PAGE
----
Khai Seargeant was anxious to adjust to life as a college student-athlete.

Josh Campbell believes the clock is ticking on his future after spending an extra year in high school following a grade reclassification.

The two Fredericksburg-area basketball standouts are now in flux.

Each accepted a scholarship offer to Richard Bland College, a junior-college program in Petersburg. The Statesmen announced on Wednesday that they’re suspending all athletic programs in 2020–21 because of the COVID-19 pandemic and will allow incoming athletes to transfer.

Campbell, a former Carmel School shooting guard, requested out of the national letter of intent he signed earlier this spring. But he’s concerned his options are limited because of the late date Richard Bland announced its plans.

Seargeant, who was named Free Lance-Star player of the year after helping lead Courtland to the Class 4 state quarterfinals in March, said as of now he’s committed to attending Richard Bland as a student and returning to the court in 2021–22. But he won’t rule out exploring other options.

“When I first heard, it I was shocked,” Seargeant said. “I think I was the last on the team to know. It hurt me a little bit just to know that’s what I want to do. My first year in college, I wanted it to be a good experience. Just to play ball would mean everything to me, so knowing it might not happen did hurt me.”

Seargeant said he has to remain steadfast and “keep fighting through it, keep doing what I need to do to get where I need to be.”

He averaged 21.5 points per game for the Cougars last season. He was named Battlefield District and Region 4B player of the year and first-team all-state.

He was looking forward to playing for Westmoreland County native Andrew Lacey, who would be entering his second season as Richard Bland’s head coach. Lacey, a former Washington & Lee football and basketball standout, wasn’t available for comment.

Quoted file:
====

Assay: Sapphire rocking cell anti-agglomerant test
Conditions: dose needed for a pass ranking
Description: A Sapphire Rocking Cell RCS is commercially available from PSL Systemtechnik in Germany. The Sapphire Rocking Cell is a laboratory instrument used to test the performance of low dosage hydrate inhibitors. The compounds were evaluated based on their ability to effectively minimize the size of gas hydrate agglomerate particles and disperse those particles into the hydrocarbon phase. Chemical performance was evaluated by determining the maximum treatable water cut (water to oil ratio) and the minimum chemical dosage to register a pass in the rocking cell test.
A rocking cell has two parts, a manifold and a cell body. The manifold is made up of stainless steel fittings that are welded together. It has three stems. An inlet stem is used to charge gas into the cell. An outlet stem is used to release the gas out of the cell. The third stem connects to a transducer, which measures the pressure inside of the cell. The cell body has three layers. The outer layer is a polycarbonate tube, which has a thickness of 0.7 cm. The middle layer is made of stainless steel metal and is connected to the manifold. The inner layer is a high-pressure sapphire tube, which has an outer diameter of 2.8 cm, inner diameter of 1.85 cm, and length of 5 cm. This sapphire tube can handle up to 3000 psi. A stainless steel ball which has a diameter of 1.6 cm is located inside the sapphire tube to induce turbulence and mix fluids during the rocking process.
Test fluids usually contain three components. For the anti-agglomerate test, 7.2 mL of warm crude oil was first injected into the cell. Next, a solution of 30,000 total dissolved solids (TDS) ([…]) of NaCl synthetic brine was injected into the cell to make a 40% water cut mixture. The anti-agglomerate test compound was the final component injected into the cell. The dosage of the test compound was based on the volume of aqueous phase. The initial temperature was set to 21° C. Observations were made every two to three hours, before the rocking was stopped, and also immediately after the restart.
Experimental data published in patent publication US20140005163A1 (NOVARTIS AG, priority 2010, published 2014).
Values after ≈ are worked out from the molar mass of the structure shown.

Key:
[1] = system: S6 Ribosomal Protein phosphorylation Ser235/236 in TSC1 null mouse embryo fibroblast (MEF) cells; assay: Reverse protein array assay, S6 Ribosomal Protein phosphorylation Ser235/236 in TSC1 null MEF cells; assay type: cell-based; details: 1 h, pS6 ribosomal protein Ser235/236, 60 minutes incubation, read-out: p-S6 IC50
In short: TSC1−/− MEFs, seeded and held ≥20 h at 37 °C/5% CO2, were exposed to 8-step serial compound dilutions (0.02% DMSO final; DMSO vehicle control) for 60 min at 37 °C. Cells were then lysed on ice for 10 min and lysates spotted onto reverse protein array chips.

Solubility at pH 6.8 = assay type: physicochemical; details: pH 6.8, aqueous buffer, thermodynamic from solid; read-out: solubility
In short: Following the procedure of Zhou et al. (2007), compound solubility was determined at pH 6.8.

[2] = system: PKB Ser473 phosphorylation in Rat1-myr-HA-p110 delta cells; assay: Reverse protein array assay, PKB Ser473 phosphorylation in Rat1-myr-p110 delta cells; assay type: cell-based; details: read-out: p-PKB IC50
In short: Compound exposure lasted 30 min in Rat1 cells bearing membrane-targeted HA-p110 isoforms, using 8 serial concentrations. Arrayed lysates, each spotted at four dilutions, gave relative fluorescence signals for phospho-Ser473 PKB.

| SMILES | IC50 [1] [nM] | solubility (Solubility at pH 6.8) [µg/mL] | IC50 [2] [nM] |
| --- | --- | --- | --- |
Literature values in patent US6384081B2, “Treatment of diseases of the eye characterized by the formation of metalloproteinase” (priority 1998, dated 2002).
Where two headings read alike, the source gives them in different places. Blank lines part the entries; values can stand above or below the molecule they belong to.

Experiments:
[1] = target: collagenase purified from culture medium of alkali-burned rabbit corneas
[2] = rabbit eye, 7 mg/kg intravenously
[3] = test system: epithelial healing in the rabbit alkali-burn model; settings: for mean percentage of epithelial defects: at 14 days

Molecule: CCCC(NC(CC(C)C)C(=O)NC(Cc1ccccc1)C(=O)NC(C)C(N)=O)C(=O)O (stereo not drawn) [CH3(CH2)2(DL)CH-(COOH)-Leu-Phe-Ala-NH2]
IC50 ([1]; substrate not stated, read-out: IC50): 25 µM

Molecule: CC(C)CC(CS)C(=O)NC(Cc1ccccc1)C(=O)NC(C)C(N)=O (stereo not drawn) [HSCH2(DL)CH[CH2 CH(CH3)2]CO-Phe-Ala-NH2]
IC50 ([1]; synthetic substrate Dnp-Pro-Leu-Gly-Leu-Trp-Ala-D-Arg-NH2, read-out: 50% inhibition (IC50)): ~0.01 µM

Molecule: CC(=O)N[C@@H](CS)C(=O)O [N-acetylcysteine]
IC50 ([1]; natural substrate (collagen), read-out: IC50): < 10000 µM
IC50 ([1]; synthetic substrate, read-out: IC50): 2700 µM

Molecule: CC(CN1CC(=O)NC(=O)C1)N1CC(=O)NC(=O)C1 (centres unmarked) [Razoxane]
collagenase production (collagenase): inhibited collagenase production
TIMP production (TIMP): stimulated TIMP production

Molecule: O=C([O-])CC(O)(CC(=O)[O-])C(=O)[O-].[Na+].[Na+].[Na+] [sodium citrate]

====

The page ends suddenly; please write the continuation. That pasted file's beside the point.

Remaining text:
“While RBC Athletics is disappointed in having to suspend competitions in 2020–21, the College will not put its student-athletes, coaches and staff at risk knowing the potential threat the COVID-19 pandemic imposes,” Statesmen athletic director Scott Newton said in a statement released by the school this week.

Newton went on to say that Richard Bland intends on returning to play next season. The school fields teams in men’s and women’s soccer, women’s volleyball, women’s beach volleyball, men’s basketball and softball.

Colonial Forge graduate Josiah Jones also committed to play basketball for the Statesmen. Jones said as of now he remains committed. He said he'll spend his freshman year working on getting acclimated academically and play in 2021-22.

Recent Massaponax graduate Emily Sowa had committed to play softball for the Statesmen. 

“We’re just stuck in this predicament now,” Campbell said ... "It’s hard because I didn’t have any other offers when I was in high school.”

Campbell helped lead Carmel to the Virginia Independent Schools Athletic Association Division III state semifinals last season. He averaged 17.5 points per game and was named first-team all-state.

He was a part of a brief virtual meeting with Lacey and other players explaining the cancellation of the season earlier this week. Seargeant didn’t participate.

“[Lacey] told us the season was canceled and it was out of his hands,” Campbell said. “He didn’t really say much. He said he’s still the coach and they plan on having athletics next year. I didn’t get that much information out of it.”

Campbell said that since he announced on Twitter that he’s reopening his recruitment, he’s heard from a handful of junior college and Division III programs. One of those is Garrett (Md.) College, where former Carmel teammate Izaiah Alexander is a rising sophomore.

Campbell and Seargeant received sizable partial scholarship packages from Richard Bland and aren’t sure what they’ll get on the market at this stage.

“The biggest thing with D-III is they can’t give out full rides and they’ve already spent most of their money on their kids,” Campbell said. “They’re not going to have a lot to give me.”

Campbell ruled out a postgraduate year because after reclassifying in high school, he’ll turn 20 in November and he’s ready to experience college life.

Seargeant is keeping his options open. Richard Bland is expected to give students the choice of online or in-person classes this fall. Seargeant said he’s weighing going forward with the Statesmen, but isn’t ruling out accepting the right offer from another program.

“I’m thinking about staying and just getting used to doing my schoolwork for the first year and next year playing ball,” Seargeant said. “I’m just going to take it slow, weigh all my options and see what’s best for me.”

Taft Coghill Jr: 540/374-5526

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